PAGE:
There are other useful applications for geophysical survey, for example electrical sectioning/electromagnetic survey techniques can be very helpful in modelling the extent and 3d subsurface architecture of archaeological and palaeo-environmental sequences. Very useful on alluvial sites with deeply buried former channels and land-surfaces - the type of places where traditional evaluation trenching can be arduous and expensive. Combined with some boreholes and test-pits/trenches for near surface remains such survey can help you very quickly build up a decent chrono-strategraphic sequence that you could never achieve with trial trenching alone.

There are certainly some situations where lots of survey methods combined can be much more powerful than the sum of their parts.

What I don't like is when a negative geophysical survey in isolation is used as a reason for not doing further archaeological works. All the survey can show is what it has found - what it won't show is what it hasn't/couldn't find. There can be all sorts of reasons why geophysical survey fails - be it the type of geology, nature of archaeology, nature of overburden, past land-use, etc, etc.

That doesn't mean its not useful - indeed sometimes its invaluable - for example rapid survey along a broad pipeline corridor can be helpful to inform initial routing decisions (yep along with other techniques maybe fieldwalking, walkover, predictive modelling (!) - you'd never be able to evaluate such wide swathes of countryside at the options stage by trial trench (sorry unit). Once the line's been fixed you can move on to intrusive techniques, but these often provide little more than a long transect through the landscape - bits of sites captured within the easement. The geophysical survey will have covered a much wider area allowing you to start seeing your site in its wider context.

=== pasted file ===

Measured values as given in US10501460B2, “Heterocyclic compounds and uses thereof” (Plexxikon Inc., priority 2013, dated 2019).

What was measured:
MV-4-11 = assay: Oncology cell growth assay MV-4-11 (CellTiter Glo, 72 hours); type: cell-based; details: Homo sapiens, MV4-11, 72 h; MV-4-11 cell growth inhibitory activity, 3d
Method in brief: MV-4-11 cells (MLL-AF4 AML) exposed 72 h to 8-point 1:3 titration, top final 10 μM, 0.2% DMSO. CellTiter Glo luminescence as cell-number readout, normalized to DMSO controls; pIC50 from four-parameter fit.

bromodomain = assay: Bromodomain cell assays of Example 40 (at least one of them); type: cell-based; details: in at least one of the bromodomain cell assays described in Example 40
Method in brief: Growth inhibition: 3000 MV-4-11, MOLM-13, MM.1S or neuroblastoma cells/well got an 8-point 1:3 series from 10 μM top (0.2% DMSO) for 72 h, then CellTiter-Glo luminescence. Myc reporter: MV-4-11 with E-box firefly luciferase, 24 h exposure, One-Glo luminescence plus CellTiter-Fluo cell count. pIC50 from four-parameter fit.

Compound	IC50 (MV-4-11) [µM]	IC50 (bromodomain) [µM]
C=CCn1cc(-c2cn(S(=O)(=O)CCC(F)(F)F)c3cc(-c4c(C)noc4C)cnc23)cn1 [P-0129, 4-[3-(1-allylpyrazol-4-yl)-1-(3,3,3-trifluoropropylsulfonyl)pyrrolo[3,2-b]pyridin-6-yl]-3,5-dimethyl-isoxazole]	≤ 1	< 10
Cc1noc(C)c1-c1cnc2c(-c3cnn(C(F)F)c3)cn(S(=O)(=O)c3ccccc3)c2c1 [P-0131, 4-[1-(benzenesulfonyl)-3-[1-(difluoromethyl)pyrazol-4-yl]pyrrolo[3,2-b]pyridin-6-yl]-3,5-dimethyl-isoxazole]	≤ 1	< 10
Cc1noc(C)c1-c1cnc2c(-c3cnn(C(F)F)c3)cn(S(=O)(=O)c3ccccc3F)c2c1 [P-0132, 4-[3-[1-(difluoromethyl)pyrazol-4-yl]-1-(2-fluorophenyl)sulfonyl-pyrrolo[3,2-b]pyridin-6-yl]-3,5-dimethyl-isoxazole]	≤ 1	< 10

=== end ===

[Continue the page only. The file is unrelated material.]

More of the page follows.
tmsarch don't be sorry. If I was a landowner and your pipeline company wanted to consider my land in the "option stage" I would insist that the archaeologists who undertook the survey was appointed by me and to be paid for by the pipeline developer. When all was done I would then charge what had been spent on doing the archaeology survey as the cost of archaeology lost from the value of my land and charge that as compensation. As a compensationary charge I think that this would be exempt of vat. hum now what kind of survey would I insist on. thinks
Unitof1 Wrote:hum now what kind of survey would I insist on. thinks
The most expensive and least informative?

Lets not kid ourselves archaeology destroys the past!!!!!!!!:face-stir:
I am sure that it would be precisely informative.